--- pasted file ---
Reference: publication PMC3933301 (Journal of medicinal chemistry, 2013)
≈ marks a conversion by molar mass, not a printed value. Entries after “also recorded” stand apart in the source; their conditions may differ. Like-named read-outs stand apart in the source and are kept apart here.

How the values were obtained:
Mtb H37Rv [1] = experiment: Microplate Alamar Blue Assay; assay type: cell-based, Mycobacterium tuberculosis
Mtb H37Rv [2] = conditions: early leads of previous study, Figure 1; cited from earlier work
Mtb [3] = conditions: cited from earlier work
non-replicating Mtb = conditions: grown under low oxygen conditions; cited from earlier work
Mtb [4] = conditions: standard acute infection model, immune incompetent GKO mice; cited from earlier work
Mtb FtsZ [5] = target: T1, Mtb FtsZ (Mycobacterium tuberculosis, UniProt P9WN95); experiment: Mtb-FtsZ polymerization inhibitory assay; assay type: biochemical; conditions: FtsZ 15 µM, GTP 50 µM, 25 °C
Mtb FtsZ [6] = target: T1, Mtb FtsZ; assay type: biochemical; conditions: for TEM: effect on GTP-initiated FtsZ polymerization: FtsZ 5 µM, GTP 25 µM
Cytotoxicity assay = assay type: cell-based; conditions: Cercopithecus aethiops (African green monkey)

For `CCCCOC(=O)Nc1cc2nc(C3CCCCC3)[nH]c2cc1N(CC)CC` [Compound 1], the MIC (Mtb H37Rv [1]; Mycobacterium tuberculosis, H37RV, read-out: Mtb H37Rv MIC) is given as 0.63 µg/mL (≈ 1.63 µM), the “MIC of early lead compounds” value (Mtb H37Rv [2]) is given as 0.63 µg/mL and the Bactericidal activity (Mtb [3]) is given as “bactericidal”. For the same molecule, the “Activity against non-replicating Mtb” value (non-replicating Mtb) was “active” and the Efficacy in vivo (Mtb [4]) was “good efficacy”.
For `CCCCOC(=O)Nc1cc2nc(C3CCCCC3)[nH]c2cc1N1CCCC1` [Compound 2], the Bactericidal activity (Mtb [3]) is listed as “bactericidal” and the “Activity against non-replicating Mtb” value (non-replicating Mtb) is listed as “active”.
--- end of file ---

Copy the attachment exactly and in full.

Reference: publication PMC3933301 (Journal of medicinal chemistry, 2013)
≈ marks a conversion by molar mass, not a printed value. Entries after “also recorded” stand apart in the source; their conditions may differ. Like-named read-outs stand apart in the source and are kept apart here.

How the values were obtained:
Mtb H37Rv [1] = experiment: Microplate Alamar Blue Assay; assay type: cell-based, Mycobacterium tuberculosis
Mtb H37Rv [2] = conditions: early leads of previous study, Figure 1; cited from earlier work
Mtb [3] = conditions: cited from earlier work
non-replicating Mtb = conditions: grown under low oxygen conditions; cited from earlier work
Mtb [4] = conditions: standard acute infection model, immune incompetent GKO mice; cited from earlier work
Mtb FtsZ [5] = target: T1, Mtb FtsZ (Mycobacterium tuberculosis, UniProt P9WN95); experiment: Mtb-FtsZ polymerization inhibitory assay; assay type: biochemical; conditions: FtsZ 15 µM, GTP 50 µM, 25 °C
Mtb FtsZ [6] = target: T1, Mtb FtsZ; assay type: biochemical; conditions: for TEM: effect on GTP-initiated FtsZ polymerization: FtsZ 5 µM, GTP 25 µM
Cytotoxicity assay = assay type: cell-based; conditions: Cercopithecus aethiops (African green monkey)

For `CCCCOC(=O)Nc1cc2nc(C3CCCCC3)[nH]c2cc1N(CC)CC` [Compound 1], the MIC (Mtb H37Rv [1]; Mycobacterium tuberculosis, H37RV, read-out: Mtb H37Rv MIC) is given as 0.63 µg/mL (≈ 1.63 µM), the “MIC of early lead compounds” value (Mtb H37Rv [2]) is given as 0.63 µg/mL and the Bactericidal activity (Mtb [3]) is given as “bactericidal”. For the same molecule, the “Activity against non-replicating Mtb” value (non-replicating Mtb) was “active” and the Efficacy in vivo (Mtb [4]) was “good efficacy”.
For `CCCCOC(=O)Nc1cc2nc(C3CCCCC3)[nH]c2cc1N1CCCC1` [Compound 2], the Bactericidal activity (Mtb [3]) is listed as “bactericidal” and the “Activity against non-replicating Mtb” value (non-replicating Mtb) is listed as “active”.